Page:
“To me, it’s an example, because people don’t get it, but if you say ‘It’s like Ravinia,’ people say ‘Oh!’,” she said. “For a lot of stuff we do, it is a comparison, there’s music, there’s events, but I think we are very different than Ravinia.”
Big names performing this weekend
Though Arranmore has grown in name and reputation in Oswego and the western suburbs, a series of concerts set for this weekend are expected to be by far the biggest draw for visitors so far, Greene-Robb said.
On Friday, Phil Wickham, along with CCC Worship, will take the stage to raise money to directly support local and global mission outreach through Go Team scholarship funding. On Sunday, the NFL Alumni of Chicago will host its inaugural benefit concert featuring Echosmith and The Score to benefit several Chicago-area charities. Saturday, the Goo-Goo Dolls, featuring Gavin DeGraw, will appear to support local charity Cal’s Angels, raising money to support research into childhood cancer.
In a career that now spans more than three decades, the Goo-Goo Dolls have sold more than 12 million albums worldwide and have had numerous top 10 hits on charts throughout the world. They are likely the most commercially successful act to play a venue in Kendall County.
The three-day concert series came about as part of Greene-Robb and the Arranmore leadership’s efforts to incorporate a musical element into polo, when she was approached by the concert organizer about hosting this weekend’s concerts, all of which will benefit local charities.
“To me, that was in complete alignment with what Arranmore wants to do,” she said. “Since I started here, I always wanted to work with different charities, foundations and nonprofits, to give them a space that they could use for their own benefit.”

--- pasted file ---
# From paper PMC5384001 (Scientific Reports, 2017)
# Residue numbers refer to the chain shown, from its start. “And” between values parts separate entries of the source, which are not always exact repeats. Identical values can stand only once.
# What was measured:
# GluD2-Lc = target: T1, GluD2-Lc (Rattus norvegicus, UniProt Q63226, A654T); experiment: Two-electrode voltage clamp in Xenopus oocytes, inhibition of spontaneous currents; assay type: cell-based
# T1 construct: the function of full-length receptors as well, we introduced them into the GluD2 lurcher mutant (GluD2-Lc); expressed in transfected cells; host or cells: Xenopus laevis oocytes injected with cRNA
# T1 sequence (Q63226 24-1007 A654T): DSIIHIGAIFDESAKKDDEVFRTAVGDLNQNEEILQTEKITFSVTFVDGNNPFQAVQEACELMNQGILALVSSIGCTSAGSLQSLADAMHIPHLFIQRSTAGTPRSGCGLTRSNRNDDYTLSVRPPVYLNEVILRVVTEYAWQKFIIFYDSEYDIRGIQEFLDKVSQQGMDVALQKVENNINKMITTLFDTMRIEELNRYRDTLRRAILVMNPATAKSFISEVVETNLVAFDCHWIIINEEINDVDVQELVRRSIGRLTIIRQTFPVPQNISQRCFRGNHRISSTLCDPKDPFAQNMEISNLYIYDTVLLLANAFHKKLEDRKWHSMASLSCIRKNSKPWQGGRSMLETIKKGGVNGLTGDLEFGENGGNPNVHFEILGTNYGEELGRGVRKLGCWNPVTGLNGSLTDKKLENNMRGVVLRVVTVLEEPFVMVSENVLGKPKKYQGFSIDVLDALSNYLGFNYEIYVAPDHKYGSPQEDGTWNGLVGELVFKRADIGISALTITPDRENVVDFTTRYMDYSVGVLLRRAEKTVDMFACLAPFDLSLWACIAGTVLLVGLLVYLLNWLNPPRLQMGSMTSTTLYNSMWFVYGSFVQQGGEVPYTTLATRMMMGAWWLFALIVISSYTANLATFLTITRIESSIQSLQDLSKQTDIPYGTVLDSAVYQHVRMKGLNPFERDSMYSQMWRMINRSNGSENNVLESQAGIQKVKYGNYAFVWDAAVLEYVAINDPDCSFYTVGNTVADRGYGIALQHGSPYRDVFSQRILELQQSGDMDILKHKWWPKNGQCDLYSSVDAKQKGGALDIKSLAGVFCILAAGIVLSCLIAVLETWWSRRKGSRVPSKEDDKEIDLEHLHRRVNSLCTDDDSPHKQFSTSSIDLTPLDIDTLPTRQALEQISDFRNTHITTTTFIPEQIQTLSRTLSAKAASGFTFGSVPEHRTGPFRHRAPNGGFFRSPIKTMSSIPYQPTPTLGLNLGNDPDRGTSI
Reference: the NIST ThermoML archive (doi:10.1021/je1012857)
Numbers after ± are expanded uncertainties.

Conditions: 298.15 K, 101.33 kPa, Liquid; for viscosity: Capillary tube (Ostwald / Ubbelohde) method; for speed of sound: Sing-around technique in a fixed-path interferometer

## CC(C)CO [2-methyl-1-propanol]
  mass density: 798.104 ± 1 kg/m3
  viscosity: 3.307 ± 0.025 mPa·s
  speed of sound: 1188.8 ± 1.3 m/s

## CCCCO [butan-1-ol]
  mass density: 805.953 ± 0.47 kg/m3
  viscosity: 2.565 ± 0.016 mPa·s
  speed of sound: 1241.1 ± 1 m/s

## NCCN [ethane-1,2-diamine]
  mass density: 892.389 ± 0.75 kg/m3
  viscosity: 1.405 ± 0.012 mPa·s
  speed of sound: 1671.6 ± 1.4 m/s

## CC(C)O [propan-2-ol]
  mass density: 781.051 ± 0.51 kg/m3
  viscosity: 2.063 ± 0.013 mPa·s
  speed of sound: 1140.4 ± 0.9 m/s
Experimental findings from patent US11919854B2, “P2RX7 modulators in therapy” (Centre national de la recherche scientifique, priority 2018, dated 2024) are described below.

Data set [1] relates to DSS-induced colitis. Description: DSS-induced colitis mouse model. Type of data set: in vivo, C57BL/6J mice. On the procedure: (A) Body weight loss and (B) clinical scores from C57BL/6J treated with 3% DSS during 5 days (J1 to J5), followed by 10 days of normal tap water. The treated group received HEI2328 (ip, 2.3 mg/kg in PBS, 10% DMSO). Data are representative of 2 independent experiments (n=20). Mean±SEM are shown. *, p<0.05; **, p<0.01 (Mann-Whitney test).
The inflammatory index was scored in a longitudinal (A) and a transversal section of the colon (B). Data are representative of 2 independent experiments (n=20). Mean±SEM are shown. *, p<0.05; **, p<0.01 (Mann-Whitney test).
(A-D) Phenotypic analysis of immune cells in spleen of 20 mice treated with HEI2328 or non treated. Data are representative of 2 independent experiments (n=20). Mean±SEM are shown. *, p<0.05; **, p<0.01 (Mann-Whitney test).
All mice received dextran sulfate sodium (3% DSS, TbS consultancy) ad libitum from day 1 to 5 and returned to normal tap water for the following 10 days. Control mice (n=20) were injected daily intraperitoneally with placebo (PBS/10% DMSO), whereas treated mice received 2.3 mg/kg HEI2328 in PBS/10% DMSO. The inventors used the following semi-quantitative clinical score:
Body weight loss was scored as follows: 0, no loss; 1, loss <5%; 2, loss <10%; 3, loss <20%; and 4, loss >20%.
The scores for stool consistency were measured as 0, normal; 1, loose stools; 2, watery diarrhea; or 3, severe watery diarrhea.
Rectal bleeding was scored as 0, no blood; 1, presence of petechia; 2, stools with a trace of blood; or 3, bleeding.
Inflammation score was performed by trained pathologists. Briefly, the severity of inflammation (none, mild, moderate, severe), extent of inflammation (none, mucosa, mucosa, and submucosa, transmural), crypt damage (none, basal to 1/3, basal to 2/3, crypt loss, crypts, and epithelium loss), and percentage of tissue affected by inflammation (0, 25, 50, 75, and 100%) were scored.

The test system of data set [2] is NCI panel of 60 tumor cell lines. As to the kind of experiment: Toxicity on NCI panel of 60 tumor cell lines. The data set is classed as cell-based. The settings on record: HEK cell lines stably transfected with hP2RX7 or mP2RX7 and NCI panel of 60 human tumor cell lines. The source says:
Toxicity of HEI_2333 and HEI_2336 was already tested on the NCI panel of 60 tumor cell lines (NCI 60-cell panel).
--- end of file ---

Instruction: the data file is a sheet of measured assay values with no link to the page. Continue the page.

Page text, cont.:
“It’s exciting, I’m actually not to the artist point, I think I’m really excited with the production manager. ... Everyone has been really respectful of the property, and that’s always been number one,” Greene-Robb said. “I’m really excited...I hope that they [the artists] will really enjoy it as well, because it’s different. To me, it’s a different experience; it’s better than playing at a stadium. It’s a different thing, it’s a different gig.”
“It’s been really cool to watch that evolve and see the plans,” she said, praising the village administrators for their assistance and cooperation. “Oswego has been really awesome; police, fire, everyone at the village, they’ve been so incredible.”
Looking to the future, Greene-Robb said, that the concerts could mean different things.
“I think it means a lot of things; a lot of it is let’s see how it goes,” she said. “What’s it going to do to the land, how do we react to it, how does it go? If all things go wonderful, I would like to see two weekends next year, and it’s the Arranmore Gives Back series.”
Though Greene-Robb said that large concerts would not be a regular occurrence, all large concerts hosted at Arranmore in the future would be based with charities or nonprofits, but precautions would need to be taken to maintain the integrity of the farm.
“That’s something special and beautiful in itself,” she said.
“Ever since we started CabCab, several people have coined it ‘a gift to the community,’” she said. “It’s not about [money], it’s about loving watching kids run; they’re dancing and hanging out. ... There’s a freedom in this, there’s a beauty in that that’s not going to happen in the large concerts.”